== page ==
The Voltage was one of many bands associated with “group sounds” (or simply “GS”) music genre in Japan and the band demonstrated a strong affinity for classic Motown, recording numerous musical homages to artists like The Temptations, Otis Redding and Wilson Pickett throughout their career. Though I’m a sucker for bands putting their own unique spin on vintage hits, I always love digging up different sounds from around the globe that mirrored more famous genre-defining moments in better-known geographical locations. Such as Japan’s vibrant interpretation of the psychedelic and garage rock movement that was flourishing in the 60s and 70s in the United States. Though it’s a little difficult to imagine a happening psyche-rock scene in Japan without the proper party-favors (drugs were and still are very illegal there) you’d never know that the bands you’re about to hear in this post were kicking out groovy, LSD-free grooves such as The Flowers (who later became “The Flower Travellin’ Band)” like their rambling fifteen-minute instrumental from 1969 “Opera Yokoo Tadanori Wo Utau” that gives “In-A-Gadda-Da-Vida” a run for its money.

Like you perhaps, I’m also a huge fan of the super-psyche rock trio, Speed, Glue & Shinki that featured the wizardry of guitarist Shinki Chen who before he even turned 21 was already commonly referred to as the “Japanese Jimi Hendrix.” The band itself at times also channels one of my other beloved heavy metal staples, Black Sabbath so it’s no wonder I can’t get enough of them. As I’m quite sure that you’re going to dig the shit out of the bands in this post I’d highly recommend picking up the 2015 release Kaminari-Nineteen Japanese Garage Monsters or The Definitive Collection of Group Sounds (Japanese Garage & Psychedelic Bands) 1965-1971 released back in 2000 that contains a staggering 122 songs from several of the bands included in this post. And though I’ve written about them previously on DM, I don’t want to get called out for not including The Mops so I included the fucking impossibly heavy track “Illjanaikada” below along with many others and some sweet vintage images of what it looked like to be a rock star in Japan all those decades ago.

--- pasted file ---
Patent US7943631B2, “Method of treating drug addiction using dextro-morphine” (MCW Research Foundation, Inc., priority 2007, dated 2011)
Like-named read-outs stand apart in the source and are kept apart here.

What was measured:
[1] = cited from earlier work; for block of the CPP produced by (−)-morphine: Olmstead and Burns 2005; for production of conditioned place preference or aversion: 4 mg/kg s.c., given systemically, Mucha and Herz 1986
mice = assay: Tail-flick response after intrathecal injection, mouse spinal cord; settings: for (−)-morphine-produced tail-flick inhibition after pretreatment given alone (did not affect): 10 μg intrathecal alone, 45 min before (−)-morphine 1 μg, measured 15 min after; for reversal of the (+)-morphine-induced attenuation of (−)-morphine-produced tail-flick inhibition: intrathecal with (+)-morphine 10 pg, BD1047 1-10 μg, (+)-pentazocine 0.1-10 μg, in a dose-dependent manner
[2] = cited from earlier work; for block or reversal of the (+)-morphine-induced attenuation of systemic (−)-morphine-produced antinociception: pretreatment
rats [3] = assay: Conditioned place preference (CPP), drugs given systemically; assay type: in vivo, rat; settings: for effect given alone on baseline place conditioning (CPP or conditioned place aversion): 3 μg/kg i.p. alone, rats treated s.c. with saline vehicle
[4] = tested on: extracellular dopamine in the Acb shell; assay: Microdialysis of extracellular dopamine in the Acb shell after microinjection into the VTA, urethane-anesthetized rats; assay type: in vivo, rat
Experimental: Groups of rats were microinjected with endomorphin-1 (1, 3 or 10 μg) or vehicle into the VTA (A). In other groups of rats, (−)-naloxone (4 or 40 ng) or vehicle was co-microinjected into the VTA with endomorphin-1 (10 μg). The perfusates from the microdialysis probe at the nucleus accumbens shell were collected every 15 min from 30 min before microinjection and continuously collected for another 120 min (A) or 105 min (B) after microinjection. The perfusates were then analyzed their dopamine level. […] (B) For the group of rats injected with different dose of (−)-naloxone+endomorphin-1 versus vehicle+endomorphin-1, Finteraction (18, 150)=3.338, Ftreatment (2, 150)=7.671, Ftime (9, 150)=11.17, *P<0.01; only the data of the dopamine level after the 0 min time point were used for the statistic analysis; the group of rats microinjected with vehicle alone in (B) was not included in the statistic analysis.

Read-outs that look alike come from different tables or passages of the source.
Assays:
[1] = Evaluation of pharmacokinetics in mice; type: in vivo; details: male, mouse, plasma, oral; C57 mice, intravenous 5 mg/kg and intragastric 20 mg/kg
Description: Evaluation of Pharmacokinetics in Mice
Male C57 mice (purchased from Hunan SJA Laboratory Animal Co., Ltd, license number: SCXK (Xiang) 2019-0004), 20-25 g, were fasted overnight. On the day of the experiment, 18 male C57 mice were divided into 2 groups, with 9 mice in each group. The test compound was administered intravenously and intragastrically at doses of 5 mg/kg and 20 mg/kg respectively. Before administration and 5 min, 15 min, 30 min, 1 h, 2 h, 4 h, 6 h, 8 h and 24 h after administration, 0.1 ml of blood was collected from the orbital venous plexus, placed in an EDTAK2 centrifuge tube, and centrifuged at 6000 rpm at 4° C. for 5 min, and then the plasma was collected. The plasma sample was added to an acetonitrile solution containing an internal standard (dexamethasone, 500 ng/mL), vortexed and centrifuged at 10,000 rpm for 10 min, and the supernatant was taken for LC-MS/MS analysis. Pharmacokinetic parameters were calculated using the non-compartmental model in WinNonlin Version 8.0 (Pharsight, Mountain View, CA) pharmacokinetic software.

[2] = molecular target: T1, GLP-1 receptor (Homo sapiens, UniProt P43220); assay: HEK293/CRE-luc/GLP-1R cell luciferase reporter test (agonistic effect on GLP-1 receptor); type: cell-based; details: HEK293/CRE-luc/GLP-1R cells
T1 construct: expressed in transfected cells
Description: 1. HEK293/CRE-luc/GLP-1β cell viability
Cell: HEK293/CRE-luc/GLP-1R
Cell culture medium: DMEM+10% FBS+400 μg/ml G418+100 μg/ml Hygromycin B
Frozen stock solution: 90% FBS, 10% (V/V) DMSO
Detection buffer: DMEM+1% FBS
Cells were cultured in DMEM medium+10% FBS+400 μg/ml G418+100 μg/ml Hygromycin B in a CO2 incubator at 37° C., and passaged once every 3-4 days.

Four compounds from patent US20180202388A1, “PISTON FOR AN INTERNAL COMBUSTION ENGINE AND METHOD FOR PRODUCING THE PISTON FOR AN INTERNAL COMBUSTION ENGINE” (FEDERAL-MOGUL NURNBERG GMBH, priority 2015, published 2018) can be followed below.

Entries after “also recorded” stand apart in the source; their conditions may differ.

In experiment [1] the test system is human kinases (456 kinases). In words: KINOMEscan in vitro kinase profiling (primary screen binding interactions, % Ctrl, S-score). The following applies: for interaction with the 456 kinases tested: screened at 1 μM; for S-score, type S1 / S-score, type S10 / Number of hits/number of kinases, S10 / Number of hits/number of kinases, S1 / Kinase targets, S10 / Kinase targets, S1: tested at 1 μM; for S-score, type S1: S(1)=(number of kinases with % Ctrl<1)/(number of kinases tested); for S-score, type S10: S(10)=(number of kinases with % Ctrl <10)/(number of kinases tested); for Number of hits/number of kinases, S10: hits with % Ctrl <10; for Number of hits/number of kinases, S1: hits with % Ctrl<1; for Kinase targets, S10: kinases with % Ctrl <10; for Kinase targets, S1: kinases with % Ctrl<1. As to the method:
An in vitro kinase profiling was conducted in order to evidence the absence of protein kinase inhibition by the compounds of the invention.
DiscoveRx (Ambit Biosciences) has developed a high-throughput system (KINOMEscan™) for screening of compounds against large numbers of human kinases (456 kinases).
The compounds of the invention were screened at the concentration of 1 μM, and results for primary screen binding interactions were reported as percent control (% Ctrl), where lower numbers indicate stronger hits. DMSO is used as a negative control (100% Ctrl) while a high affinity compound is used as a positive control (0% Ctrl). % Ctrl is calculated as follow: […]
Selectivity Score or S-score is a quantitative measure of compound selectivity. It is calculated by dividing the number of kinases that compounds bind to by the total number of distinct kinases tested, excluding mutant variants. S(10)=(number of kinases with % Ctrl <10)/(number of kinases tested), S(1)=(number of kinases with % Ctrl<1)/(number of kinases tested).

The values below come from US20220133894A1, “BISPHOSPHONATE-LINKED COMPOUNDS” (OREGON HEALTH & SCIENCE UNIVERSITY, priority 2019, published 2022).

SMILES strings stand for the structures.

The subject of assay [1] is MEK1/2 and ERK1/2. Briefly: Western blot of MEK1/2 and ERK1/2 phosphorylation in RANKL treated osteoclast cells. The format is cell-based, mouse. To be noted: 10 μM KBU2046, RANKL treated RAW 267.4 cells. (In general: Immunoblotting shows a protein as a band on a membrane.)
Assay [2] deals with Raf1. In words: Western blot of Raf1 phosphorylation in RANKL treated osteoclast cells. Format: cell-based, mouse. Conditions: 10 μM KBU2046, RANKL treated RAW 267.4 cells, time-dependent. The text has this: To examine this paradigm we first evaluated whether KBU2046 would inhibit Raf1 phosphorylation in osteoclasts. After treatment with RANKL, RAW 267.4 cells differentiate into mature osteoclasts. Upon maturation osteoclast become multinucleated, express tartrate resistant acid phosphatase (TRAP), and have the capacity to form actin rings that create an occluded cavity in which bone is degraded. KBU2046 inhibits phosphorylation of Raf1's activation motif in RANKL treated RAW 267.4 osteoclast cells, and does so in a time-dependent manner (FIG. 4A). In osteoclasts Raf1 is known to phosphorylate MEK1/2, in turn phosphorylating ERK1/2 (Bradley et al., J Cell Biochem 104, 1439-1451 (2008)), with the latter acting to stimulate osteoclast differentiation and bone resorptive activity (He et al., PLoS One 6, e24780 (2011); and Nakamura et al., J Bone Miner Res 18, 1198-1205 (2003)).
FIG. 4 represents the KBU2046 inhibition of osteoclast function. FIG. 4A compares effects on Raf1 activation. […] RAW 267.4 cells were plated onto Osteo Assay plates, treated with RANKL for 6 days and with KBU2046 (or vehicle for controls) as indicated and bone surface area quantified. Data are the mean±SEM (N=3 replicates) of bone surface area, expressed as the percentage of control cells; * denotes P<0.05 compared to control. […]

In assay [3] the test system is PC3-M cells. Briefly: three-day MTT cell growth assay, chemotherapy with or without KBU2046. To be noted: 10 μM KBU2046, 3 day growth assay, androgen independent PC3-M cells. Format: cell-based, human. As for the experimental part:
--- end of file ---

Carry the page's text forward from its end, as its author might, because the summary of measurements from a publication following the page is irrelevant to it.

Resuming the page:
Dig theFUZZ!
 

Speed, Glue & Shinki.
 

The Dynamites.
 

The Spiders.
 
More after the jump…

READ ON
Posted by Cherrybomb
|
12.06.2016
09:53 am
|
Rare film footage of The Shadows Of Knight and 1960s garage bands
01.22.2011
07:49 pm
Topics:
Tags:

image
 
Uploaded to Youtube by 60sgaragebands.com, this is truly rare 8mm footage of Illinois garage rockers The Shadows Of Knight performing at the 1966 Teen World Fair in Chicago.

There is almost zero live footage of The Shadows Of Knight on the Internet. WTF? These are the guys that turned “Gloria” into a smash hit! So this is a nice piece of rock history.

Update: The Shadows Of Knight vocalist and guitarist Jerry McGeorge provides some insight on the Teen World Fair footage:

The tunes we were playing when the vid was shot aren’t the same as the sound track. “Long Time Comin’” is a Tom Schiffour tune from late ‘66. The cut´╗┐ is probably from the Chess sessions we did around that same time. A fun video all the same. We managed to piss off every DJ in Chicago during that series of gigs. Too loud and too many smart asses on stage all at the same time!

 
60sgaragebands.com is compiling home movie footage of 1960’s garage/rock bands “in order to preserve the footage and offer it to collectors of garage rock from the 1960’s.”

Here’s a sample of some of the footage they’ve compiled so far. I love this stuff and can’t wait to see more. This was an era in which garages in suburbs across America were the breeding ground for the devil’s music and there was a rock band on every block. Silvertones ruled.
 

 

Posted by Marc Campbell
|
01.22.2011
07:49 pm
|